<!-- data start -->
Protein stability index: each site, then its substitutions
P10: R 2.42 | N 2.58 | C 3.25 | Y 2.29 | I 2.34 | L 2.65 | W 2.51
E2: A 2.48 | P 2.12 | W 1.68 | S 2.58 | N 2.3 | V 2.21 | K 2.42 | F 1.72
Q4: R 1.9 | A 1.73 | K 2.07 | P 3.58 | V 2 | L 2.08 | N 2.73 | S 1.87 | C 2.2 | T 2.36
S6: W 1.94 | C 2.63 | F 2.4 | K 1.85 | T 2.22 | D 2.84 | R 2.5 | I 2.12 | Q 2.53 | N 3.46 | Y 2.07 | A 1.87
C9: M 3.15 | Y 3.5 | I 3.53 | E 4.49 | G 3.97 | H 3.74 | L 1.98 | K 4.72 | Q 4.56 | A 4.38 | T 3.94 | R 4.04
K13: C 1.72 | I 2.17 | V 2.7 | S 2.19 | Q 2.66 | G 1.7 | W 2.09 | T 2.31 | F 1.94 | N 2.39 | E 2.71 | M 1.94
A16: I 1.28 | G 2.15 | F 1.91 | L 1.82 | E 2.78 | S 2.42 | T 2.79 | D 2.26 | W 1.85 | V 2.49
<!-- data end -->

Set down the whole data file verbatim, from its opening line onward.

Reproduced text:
Protein stability index: each site, then its substitutions
P10: R 2.42 | N 2.58 | C 3.25 | Y 2.29 | I 2.34 | L 2.65 | W 2.51
E2: A 2.48 | P 2.12 | W 1.68 | S 2.58 | N 2.3 | V 2.21 | K 2.42 | F 1.72
Q4: R 1.9 | A 1.73 | K 2.07 | P 3.58 | V 2 | L 2.08 | N 2.73 | S 1.87 | C 2.2 | T 2.36
S6: W 1.94 | C 2.63 | F 2.4 | K 1.85 | T 2.22 | D 2.84 | R 2.5 | I 2.12 | Q 2.53 | N 3.46 | Y 2.07 | A 1.87
C9: M 3.15 | Y 3.5 | I 3.53 | E 4.49 | G 3.97 | H 3.74 | L 1.98 | K 4.72 | Q 4.56 | A 4.38 | T 3.94 | R 4.04
K13: C 1.72 | I 2.17 | V 2.7 | S 2.19 | Q 2.66 | G 1.7 | W 2.09 | T 2.31 | F 1.94 | N 2.39 | E 2.71 | M 1.94
A16: I 1.28 | G 2.15 | F 1.91 | L 1.82 | E 2.78 | S 2.42 | T 2.79 | D 2.26 | W 1.85 | V 2.49